Botulism is caused by a potent toxin produced by the bacteria Clostridium botulinum. This bacteria is anaerobic, meaning it only lives where there is no oxygen and can be found in soils, wounds and decaying organic material. The spores of this bacteria can lie dormant in the environment for years and can tolerate climate extremes. Under the right conditions, the spores become active and produce a very potent toxin.
There are several types of toxins, all of which cause similar symptoms but which come from different sources. Either the toxin itself is ingested (type B or C) and absorbed in the intestine, the bacteria is ingested and the toxin is formed in the intestine (type B), or the bacteria grows in an infected wound and the toxin taken up by the blood stream.
Signs of intoxication include progressively worsening muscle weakness, and ultimately paralysis, resulting in a down horse that cannot rise. Classic signs are very slow eating and lack of tongue strength.
Botulism is hard to definitively diagnose, and is often diagnosed by exclusion of other diseases.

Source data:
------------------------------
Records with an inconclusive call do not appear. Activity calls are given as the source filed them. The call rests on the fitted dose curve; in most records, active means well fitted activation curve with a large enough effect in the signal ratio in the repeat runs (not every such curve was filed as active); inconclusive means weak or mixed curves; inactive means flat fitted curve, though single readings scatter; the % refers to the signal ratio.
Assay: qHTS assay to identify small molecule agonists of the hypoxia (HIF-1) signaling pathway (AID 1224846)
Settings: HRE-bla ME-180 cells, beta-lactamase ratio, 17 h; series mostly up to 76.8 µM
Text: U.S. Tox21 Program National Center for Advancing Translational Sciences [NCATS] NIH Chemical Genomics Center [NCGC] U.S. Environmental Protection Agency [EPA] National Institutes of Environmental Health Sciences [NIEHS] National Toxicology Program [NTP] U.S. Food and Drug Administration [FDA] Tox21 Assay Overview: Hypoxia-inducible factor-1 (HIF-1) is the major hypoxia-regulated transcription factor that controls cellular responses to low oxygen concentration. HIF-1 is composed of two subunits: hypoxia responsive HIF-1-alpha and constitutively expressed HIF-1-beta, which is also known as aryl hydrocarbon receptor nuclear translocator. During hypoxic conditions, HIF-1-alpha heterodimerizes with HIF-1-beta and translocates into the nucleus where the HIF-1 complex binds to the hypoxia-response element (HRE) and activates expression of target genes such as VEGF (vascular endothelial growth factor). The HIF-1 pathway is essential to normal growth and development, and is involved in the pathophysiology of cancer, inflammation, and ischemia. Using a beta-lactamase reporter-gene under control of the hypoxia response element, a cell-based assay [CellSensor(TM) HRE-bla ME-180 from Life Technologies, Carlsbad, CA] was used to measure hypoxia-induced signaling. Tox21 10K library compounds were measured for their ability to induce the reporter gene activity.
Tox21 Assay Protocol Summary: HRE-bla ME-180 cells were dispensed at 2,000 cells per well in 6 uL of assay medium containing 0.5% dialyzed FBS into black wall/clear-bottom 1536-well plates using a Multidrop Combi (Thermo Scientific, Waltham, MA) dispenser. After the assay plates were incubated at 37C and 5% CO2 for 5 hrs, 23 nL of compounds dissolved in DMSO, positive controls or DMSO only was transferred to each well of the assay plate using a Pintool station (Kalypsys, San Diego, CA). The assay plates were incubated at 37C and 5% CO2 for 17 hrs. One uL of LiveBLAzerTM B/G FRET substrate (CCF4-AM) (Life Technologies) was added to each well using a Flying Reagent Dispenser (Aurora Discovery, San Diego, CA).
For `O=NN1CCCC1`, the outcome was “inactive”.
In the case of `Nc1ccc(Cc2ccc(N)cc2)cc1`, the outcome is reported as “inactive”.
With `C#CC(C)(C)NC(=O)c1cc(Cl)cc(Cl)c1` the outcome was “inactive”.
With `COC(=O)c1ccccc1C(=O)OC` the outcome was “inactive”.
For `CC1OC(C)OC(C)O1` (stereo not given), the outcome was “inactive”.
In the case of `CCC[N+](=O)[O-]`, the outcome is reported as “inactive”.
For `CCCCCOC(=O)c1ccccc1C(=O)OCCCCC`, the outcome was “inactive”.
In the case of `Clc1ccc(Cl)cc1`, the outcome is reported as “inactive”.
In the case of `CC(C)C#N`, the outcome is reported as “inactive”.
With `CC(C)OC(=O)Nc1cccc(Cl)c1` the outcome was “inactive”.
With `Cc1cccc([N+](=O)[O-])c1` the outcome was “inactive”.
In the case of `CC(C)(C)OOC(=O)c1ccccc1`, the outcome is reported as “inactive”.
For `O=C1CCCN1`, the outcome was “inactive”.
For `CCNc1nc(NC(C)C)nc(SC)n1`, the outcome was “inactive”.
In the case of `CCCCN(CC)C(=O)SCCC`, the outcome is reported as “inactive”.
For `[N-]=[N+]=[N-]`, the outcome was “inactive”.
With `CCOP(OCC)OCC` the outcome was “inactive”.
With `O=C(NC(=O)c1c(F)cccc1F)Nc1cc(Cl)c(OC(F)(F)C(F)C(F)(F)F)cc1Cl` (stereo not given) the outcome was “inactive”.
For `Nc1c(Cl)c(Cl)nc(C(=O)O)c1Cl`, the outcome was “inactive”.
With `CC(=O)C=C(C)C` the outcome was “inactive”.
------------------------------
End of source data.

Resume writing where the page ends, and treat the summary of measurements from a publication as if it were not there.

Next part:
In Shaker Foal Syndrome (type B), foals ingest botulinum spores from the soil. The spores grow in the intestine, forming the toxin that gains access to the bloodstream. This condition is most common in the mid-Atlantic States, especially Kentucky.
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Prognosis & Relevant Factors
The prognosis for most Botulism cases is grave without aggressive treatment. Once a horse cannot rise, the prognosis is very poor and euthanasia should be considered. Some mildly affected horses may be maintained with nursing care and feeding tube until they gradually recover.
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